Visit the Cathedral of St Peter in Geneva

Cathedral of St Peter in Geneva

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St Peter’s Cathedral in Geneva has a very long and interesting history. Excavations under the church in 1976 revealed that it dates back to around the 4th century. The squat Romanesque church that currently sits in the centre of Geneva dates from 1160 when building started. It is probably best known as the place where John Calvin preached turning the church into the centre of Protestantism. The interior especially has to be seen and the architecture is a real blend of additions from the various centuries – for example, the two square towers on the east end don’t match and there is a vivid green spire sitting on top of everything that was added in the 1800s. The Chapelle des Macchabees was added in 1397 and in 1750 the Gothic façade was replaced with the present neoclassical design.

However, inside the Cathedral things get a lot more interesting. When the Calvinists took over the church, they stripped it of its staties, altars, furniture and paintings leaving just the stained glass windows remaining untouched. The beautiful capitals in the nave remain which show a variety of mythical creatures and also human figures. The 15th century choir stalls has some fine misericords and were brought from the destroyed Chapelle des Florentins after the Reformation.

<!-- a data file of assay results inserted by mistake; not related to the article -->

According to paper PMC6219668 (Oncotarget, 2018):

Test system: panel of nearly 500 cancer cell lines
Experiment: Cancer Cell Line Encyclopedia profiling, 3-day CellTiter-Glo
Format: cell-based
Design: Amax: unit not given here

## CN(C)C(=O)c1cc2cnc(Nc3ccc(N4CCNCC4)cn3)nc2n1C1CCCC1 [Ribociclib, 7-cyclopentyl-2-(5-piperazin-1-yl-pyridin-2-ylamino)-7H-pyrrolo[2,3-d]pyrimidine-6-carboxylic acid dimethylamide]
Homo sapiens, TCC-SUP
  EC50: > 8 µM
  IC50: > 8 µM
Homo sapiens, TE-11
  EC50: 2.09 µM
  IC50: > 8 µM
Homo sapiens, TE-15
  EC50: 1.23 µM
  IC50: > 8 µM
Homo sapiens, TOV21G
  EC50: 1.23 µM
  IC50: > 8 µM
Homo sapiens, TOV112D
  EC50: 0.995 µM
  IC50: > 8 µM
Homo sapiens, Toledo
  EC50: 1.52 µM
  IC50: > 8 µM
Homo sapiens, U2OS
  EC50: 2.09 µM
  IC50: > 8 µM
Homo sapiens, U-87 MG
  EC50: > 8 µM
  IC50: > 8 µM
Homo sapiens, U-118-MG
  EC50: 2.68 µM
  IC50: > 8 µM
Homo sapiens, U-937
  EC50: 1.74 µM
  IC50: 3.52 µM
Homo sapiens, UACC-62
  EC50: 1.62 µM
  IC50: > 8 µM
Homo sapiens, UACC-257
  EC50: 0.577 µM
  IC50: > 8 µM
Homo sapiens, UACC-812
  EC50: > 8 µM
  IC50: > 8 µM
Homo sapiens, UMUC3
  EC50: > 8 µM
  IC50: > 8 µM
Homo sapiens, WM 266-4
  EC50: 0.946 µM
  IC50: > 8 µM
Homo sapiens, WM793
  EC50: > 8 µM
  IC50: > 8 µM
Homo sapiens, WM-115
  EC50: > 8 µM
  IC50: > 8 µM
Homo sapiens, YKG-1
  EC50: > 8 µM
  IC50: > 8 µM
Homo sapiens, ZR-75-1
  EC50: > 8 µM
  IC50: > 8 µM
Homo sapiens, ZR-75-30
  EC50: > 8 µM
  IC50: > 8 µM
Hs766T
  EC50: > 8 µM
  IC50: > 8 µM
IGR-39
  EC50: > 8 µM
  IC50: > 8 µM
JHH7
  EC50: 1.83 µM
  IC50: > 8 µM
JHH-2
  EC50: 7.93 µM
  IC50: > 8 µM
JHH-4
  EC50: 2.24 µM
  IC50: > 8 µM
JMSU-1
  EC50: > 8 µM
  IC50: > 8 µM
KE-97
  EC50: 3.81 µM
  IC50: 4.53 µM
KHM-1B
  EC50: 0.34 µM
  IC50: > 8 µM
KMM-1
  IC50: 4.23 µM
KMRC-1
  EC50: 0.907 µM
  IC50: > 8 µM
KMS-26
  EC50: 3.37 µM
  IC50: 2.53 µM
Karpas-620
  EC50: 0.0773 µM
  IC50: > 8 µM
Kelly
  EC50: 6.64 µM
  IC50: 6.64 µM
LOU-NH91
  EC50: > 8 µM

The Chapel of the Maccabees was one of the casualties of the Reformation becoming a warehouse and afterwards a lecture hall, then in 1878 it was reconsecrated and richly decorated. In the Rohan Chapel situated northwest of the choir stalls you can see the 19th-century tomb of Duc Henri de Rohan (1579-1638), leader of the French Protestants.

Tucked away at the left of far of the nave is the entrance to the North Tower. If you climb up the 157 narrow, winding steps you will be rewarded with one of the most spectacular panoramic views of Geneva. Either before or after your climb, glance to the side and you will see Calvin's chair, a suitably austere and practical piece of furniture.

Underneath the Cathedral are the archaeological remains that were discovered when the foundations needed attention in the 1970s. The history of the church from its beginnings through the ages can be experienced. A boardwalk has been created that allows you to walk through Roman mosaics, several Early Christian churches and a medieval crypt. There is an audio tour available in English and there are also signs in French and English to guide you through the different eras that are there.